Haba games are not like other games. They're in a league of their own. They're dexterity games meant for kids, only they're usually so interesting that adults end up liking them. They often have some strategy, which can be odd in a game made for children, except that apparently German kids are smarter than American kids. Maybe they're on the voucher system or something.
Akaba is one of those Haba games. At first glance, it's exceptionally weird. You've got flat plastic Arabians on flying carpets mounted on square sponges. You've got wooden walls and a game board with holes in it. You've got little picture cards with holes in them. And you've got what the game calls a bellows.
I'll take a minute and describe a bellows for you. This is a bulb-shaped apparatus made out of rubber with a nozzle on the end. When my kids were babies, we had a blue one, and we used it to suck boogers out of their noses. We called it the deschnozzalator. It gave me a start when I opened the Akaba box and saw a snot remover. The purpose of this thing is that you squeeze it and air comes out the nozzle, and then you release it and air gets sucked back in. Also, it was remarkably bad at sucking up boogers.
The object of Akaba is to collect the five gifts you need to give the members of your family. You fly around the bazaar on your magic carpet to get these gifts. And in order to move your magic carpet, you use the snot sucker to shoot air underneath the carpet.
Seriously. That's the game mechanic. You use a little turkey baster to shoot air at a tiny sponge. I am not making this up. And that, children, is why this is a Haba game review. Because a rubber bellows and a little sponge is the kind of mechanic that you'll only find in a Haba game.
There's even a little strategy in Akaba, because like I said, German children are smarter than American children. German kids would scream at you in harsh, guttural tones if you ever made them play Candyland, and then when they got to high school they would wear all black and be stylishly depressed.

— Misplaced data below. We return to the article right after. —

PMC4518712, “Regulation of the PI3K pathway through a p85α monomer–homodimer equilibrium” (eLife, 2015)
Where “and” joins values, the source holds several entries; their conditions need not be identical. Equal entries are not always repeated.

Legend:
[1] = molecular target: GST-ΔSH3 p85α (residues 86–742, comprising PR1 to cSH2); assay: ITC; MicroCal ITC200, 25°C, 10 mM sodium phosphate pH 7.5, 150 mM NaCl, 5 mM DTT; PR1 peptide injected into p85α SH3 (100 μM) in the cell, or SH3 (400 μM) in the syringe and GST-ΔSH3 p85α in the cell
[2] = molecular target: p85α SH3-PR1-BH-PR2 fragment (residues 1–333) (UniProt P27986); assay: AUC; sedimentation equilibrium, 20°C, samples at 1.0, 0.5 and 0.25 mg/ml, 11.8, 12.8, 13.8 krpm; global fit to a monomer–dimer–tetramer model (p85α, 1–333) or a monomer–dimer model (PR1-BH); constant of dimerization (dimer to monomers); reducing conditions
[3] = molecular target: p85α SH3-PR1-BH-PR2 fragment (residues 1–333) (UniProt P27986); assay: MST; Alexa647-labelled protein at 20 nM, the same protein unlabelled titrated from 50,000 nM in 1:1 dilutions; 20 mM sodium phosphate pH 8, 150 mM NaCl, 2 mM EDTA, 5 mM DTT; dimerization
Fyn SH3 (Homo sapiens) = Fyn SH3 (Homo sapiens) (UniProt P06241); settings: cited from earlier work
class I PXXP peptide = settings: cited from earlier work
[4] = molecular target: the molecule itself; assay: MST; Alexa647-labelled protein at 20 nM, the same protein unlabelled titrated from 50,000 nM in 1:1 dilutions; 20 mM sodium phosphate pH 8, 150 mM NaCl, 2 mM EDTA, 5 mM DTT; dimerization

It's a little tough to segue out of that last line, so I'm just going to go ahead and tell you about the strategy now. See, you float your carpet into these little shops, avoiding sending your carpet flying off the board or into the well. And if you get in a shop, there are these little present cards, and if it matches a present you need, you can put that little present on your little magic carpet. Once you take one present out of a store, you can replace it with another. Lots of times you won't need that present that you saw, so you have to put it back, but then everyone will know what it is.
So sometimes you might blow yourself into a store and then blow yourself out again, then blow yourself back in to see what the new present is. (There was altogether too much blowing yourself in that last sentence, and it's making me feel a little awkward.) And sometimes you'll deliberately capsize your carpet, or dive into the well, because someone else just turned up the present you need and it's way back by the other start point.
Also, you can't just wail on the de-snotter for as long as you want. Another player has two dice with colored circles on them, and as soon as you start wheezing on the rubber bulb, they're rolling. As soon as they roll doubles, you have to quit squeezing your turkey baster (another phrase that might be a little awkward). The fact that time is going to run out, but you don't know when, means you might shoot that air a little harder than you meant. It also makes my daughter keep hitting her carpet with the snot sucker and flipping her little Arabian into the air.
It should be obvious to anyone reading this review that this is not a game adults are going to break out at parties, unless you turn it into a drinking game (and then I would play every single time). This is indisputably a kids' game. The thing is, once a couple adults see kids laughing hysterically and squeezing the bellows like their lives depended on it, the game will start to grow. The grownups will want to take turns hosing their fliers with a rubber bulb (yes, I did that one on purpose, and it doesn't even sound that dirty).
Akaba is a blast. It's made for kids, and my kids love it, but there's no pretending the adults don't get into it, too. If you've got kids, you've got a great excuse to pick up this riot of a Haba game.
Wacky dexterity game
A little bit of strategy
You feel like a retard when you play - but you don't care
Totally a kids' game
Matt, what a terrific review. My 4 y.o. daughter just received the game as a present, but I think there's a neat chance that her father might snatch it from her and turn it into a drinking game during Christmas.
And then she can have it back afterwards